This is not self-evident, however. The processes of ‘politicisation’ and ‘legalisation’ normally point in different, if not opposite, directions. Gunther Teubner opened a frequently quoted piece from 1984 with the observation that ‘juridification’ (“Verrechtlichung”) is not only an ugly word; it also describes an ugly thing.28 What was meant was the regulation and bureaucratisation by law, extending into ever more sub-areas of society. A possible consequence of legalisation in this sense, according to Teubner, is that through legal formalisation political conflicts are transferred from their actual political context into a legal context and thus are politically neutralised – or even de-politicised.29 In other words, the process of legal formalisation means the transformation of a social or political conflict into a more legal-technical form. As a consequence, conflicts will be regulated by means of the judicial language and the mechanism of the judicial procedure, which are different to the political rationality of a conflict. While this could be understood as a loss, it is important to emphasise that leaving a conflict to informal, non-legal, mechanisms can mean leaving it to the mercy of existing power relations, as Teubner also underlines.30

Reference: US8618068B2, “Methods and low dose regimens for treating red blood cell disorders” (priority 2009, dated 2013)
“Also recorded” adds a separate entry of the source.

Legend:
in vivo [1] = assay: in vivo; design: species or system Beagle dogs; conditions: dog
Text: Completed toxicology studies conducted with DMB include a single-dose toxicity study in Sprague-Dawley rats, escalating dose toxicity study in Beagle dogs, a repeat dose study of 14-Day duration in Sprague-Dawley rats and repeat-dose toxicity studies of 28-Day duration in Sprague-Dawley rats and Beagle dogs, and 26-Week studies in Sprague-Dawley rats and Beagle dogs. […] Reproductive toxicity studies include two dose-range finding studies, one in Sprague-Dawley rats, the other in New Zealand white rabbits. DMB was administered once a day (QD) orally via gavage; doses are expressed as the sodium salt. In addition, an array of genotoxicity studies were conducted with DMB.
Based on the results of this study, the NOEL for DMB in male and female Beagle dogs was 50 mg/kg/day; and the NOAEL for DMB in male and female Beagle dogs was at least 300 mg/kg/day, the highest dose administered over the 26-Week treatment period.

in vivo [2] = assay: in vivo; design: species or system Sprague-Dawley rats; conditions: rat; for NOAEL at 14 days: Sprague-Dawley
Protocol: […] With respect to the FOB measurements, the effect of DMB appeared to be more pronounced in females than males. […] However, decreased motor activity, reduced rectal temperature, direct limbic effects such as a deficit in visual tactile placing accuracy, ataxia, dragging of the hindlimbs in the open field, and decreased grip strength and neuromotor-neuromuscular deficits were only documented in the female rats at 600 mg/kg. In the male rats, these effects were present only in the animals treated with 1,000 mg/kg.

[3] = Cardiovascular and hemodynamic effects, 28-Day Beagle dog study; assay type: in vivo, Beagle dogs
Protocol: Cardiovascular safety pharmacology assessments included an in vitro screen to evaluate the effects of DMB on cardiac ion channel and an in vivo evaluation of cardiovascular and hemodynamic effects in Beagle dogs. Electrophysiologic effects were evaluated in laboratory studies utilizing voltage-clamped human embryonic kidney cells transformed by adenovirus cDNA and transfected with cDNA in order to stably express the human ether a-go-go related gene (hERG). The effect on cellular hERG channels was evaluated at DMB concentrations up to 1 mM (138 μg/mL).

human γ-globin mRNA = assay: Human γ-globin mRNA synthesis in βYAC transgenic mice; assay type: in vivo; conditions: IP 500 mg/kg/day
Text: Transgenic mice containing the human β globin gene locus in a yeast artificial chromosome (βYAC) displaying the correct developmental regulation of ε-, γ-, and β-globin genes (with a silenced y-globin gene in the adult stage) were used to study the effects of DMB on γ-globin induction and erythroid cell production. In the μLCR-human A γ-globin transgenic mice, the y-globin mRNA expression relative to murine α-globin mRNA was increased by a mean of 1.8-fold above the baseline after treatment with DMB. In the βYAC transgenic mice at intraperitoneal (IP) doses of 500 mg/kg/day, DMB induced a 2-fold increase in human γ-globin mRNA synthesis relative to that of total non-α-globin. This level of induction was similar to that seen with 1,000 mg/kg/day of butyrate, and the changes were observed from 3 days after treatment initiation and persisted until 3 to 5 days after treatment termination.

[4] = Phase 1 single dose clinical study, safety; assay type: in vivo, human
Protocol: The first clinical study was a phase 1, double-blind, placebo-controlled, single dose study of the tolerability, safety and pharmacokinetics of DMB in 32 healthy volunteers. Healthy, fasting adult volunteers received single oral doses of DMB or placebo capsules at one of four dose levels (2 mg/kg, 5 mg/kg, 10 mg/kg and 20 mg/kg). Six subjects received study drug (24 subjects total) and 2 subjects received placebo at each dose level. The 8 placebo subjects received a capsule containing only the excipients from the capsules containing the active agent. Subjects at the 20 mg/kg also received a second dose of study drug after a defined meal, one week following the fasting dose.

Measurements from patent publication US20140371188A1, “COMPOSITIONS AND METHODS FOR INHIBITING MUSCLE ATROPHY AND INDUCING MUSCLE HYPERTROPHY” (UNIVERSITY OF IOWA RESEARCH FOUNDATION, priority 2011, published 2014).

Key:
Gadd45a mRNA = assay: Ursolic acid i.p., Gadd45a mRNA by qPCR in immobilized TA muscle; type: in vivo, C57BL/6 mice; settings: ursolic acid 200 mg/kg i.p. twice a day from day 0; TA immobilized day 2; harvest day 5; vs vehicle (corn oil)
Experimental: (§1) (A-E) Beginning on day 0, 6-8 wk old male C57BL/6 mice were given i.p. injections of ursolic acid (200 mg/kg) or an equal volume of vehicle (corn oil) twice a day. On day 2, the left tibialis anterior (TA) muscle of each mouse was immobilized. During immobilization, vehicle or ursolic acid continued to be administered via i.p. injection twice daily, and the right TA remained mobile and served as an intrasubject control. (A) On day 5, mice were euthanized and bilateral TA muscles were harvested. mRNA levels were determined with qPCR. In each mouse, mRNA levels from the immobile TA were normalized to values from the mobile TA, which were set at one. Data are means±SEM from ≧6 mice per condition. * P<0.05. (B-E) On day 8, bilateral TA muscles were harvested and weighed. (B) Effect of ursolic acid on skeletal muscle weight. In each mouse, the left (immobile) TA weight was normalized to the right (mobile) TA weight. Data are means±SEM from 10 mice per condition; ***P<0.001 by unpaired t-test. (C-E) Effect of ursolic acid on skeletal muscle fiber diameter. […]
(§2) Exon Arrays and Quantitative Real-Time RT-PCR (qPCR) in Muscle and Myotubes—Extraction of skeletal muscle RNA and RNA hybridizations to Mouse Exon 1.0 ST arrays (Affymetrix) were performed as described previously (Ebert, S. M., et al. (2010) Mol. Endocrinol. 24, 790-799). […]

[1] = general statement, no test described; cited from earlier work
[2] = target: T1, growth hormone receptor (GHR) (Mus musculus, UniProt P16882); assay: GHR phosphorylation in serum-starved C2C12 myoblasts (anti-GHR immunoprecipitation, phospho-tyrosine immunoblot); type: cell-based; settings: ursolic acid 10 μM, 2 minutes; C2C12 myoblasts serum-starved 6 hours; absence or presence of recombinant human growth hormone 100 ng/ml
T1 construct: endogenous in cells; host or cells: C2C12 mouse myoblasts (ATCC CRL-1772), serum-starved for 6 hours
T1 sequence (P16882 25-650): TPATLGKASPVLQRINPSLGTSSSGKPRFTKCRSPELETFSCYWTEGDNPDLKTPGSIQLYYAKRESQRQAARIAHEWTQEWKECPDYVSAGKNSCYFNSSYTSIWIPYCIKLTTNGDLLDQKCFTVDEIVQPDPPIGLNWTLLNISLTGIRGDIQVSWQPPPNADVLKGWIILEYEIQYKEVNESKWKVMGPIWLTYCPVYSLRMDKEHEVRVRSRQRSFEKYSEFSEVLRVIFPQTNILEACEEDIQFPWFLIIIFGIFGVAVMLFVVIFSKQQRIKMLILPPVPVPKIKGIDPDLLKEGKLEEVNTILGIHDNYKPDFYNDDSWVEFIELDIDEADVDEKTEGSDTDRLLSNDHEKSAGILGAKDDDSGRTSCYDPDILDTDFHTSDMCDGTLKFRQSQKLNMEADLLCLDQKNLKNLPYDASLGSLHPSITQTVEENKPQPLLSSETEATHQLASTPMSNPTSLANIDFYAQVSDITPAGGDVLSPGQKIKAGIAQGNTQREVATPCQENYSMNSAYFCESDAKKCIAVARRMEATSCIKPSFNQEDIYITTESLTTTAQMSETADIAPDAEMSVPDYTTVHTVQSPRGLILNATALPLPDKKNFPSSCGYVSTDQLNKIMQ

The issue of informality will be discussed in a moment. At this point Teubner reminds us of a sense of politicisation which is different to the core perspectives of this special issue – which stress how politics increases controversy and mobilisation in the context of security. This other sense of politicisation addresses the process of moving an issue, which is legally regulated, into the political arena in order to renegotiate it politically. This does not imply, however, that this political arena is transparent to the public or that it includes mechanisms to participate. As de Londras’ article shows, even the legal protocol of these decision- or law-making arenas might be compromised. And quite often acute security ‘crises’ are used for rationalising such compromises.